March 14th, 2012

Angioplasty Pioneer Geoffrey Hartzler Dead at 65

Geoffrey Hartzler, a key figure in the development of interventional cardiology in the United States, has died from cancer at the age of 65. He was one of the first cardiologists to learn the technique of percutaneous transluminal coronary angioplasty (PTCA) from its founder, Andreas Gruentzig. Hartzler then went on to perform the first angioplasty procedure at the Mayo Clinic in 1979.

In 1980 he established the interventional program at the Mid-America Heart Institute in Kansas City, MO. Hartzler retired from clinical practice due to chronic back pain in 1995. Hartzler was renowned for training an entire generation of cardiologists in the then new technique, and helped to expand its clinical application and to develop improved catheters and balloons. Gregg Stone, who had a fellowship with Hartzler, told Heartwire:

Whereas Andreas Gruentzig was responsible for bringing angioplasty to the world, Geoff Hartzler was the single person most responsible for extending its application to the millions of patients who currently benefit each year from interventional cardiology. Whereas Andreas believed PTCA should be restricted to proximal focal lesions, Geoff was the pioneer who brought interventional cardiology (balloons only, no less) to patients with acute MI, multivessel and left main disease, chronic total occlusions, and much more.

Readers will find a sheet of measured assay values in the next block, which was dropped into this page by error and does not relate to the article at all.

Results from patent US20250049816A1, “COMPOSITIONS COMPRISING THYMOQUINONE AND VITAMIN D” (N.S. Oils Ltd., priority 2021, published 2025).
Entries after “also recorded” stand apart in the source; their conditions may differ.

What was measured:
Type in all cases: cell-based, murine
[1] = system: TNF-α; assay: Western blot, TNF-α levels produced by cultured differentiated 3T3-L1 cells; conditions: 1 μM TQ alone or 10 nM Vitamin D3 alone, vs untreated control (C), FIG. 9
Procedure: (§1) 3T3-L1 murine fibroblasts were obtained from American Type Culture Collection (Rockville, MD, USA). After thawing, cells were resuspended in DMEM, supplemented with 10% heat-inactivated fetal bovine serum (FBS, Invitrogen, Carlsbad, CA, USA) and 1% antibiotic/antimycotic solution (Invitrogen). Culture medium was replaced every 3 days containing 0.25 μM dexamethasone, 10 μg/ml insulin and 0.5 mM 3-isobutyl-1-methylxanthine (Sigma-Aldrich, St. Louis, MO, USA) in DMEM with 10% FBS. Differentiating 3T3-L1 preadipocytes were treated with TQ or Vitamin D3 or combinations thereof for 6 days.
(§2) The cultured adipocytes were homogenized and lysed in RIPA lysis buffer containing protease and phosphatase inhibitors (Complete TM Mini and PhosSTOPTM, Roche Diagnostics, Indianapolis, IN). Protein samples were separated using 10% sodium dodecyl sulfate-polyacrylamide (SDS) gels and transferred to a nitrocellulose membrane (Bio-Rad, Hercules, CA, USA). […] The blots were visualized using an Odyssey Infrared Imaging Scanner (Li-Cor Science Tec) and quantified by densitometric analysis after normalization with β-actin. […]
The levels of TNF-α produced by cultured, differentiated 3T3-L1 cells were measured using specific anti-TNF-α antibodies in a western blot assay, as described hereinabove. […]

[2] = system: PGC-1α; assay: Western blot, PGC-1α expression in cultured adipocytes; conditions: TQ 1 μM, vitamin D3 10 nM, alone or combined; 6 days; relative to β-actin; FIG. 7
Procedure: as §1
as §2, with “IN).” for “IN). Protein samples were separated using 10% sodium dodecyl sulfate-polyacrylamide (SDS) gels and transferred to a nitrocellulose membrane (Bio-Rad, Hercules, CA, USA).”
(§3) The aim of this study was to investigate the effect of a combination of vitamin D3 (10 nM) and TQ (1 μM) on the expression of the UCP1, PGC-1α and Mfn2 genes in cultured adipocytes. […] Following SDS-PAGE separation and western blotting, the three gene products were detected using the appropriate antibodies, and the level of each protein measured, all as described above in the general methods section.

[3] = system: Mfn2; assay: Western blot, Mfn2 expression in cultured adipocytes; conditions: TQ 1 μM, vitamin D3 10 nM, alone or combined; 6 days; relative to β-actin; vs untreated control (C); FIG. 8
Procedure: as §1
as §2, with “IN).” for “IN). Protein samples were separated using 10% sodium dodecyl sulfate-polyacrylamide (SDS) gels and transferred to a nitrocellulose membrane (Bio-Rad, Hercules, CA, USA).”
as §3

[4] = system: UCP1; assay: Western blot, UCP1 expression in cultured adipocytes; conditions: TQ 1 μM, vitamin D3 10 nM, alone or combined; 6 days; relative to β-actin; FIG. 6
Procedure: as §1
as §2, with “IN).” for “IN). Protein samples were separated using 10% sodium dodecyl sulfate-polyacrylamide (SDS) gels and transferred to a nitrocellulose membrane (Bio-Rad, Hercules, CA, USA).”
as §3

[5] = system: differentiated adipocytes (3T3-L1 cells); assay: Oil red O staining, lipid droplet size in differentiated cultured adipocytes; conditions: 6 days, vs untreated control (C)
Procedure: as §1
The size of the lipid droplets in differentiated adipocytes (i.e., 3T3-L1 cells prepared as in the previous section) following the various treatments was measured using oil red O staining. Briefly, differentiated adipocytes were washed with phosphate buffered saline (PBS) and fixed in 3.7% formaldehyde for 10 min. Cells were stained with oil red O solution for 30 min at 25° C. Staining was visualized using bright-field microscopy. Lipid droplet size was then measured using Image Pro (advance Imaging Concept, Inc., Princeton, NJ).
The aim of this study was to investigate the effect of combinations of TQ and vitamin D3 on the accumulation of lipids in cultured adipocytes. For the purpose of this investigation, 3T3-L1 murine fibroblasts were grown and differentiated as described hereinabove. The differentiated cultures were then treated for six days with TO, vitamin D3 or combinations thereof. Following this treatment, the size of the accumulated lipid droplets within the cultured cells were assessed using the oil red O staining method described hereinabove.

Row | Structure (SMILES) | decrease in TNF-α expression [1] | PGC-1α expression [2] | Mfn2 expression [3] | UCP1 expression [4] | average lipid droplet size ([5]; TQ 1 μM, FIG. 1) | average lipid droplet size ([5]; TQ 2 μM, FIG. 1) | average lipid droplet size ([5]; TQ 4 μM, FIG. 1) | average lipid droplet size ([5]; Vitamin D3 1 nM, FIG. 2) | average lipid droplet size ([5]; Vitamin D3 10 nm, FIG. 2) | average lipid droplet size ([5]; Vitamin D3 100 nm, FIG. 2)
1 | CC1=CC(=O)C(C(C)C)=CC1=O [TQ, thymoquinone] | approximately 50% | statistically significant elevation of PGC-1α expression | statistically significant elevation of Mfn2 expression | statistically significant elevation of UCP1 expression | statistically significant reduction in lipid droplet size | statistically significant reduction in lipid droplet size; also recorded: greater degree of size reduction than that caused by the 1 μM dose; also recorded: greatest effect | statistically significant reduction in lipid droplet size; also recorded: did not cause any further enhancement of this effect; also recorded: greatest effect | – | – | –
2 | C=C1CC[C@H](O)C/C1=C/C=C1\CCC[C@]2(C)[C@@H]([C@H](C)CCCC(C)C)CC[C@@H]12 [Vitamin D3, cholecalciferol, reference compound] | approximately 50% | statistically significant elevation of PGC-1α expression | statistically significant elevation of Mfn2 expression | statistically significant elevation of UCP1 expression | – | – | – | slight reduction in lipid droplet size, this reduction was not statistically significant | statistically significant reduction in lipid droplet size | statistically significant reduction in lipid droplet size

Rick Lange recalls the early days of interventional cardiology and Hartzler’s key role in helping it grow:

David Hillis taught me to do PTCA when only 1 brand of guide catheter, 1 type of guide wire and 2 types of balloons were available… of which was the Hartzler balloon catheter. I attended Hartzler’s angioplasty course when it was only 1 of 2 offered in the U.S.  For 4 or 5 consecutive years afterwards, Geoff took one of our Parkland cath fellows into his PTCA program (which accepted 2 or 3 fellows/yr).  They were all superbly trained.

The following information is from the Kansas City Star: Funeral: 11:30 a.m. Friday in Greenwood Chapel, Fort Worth, TX. A memorial service will follow in Kansas City, on a date to be determined. Interment: Greenwood Memorial Park. Visitation: 6- 8 p.m, Thursday at Greenwood Funeral Home. Memorials: In honor of his courageous battle against prostate cancer, gifts in Geoffrey’s memory can be sent to the Prostate Cancer Foundation at or the American Heart Association at


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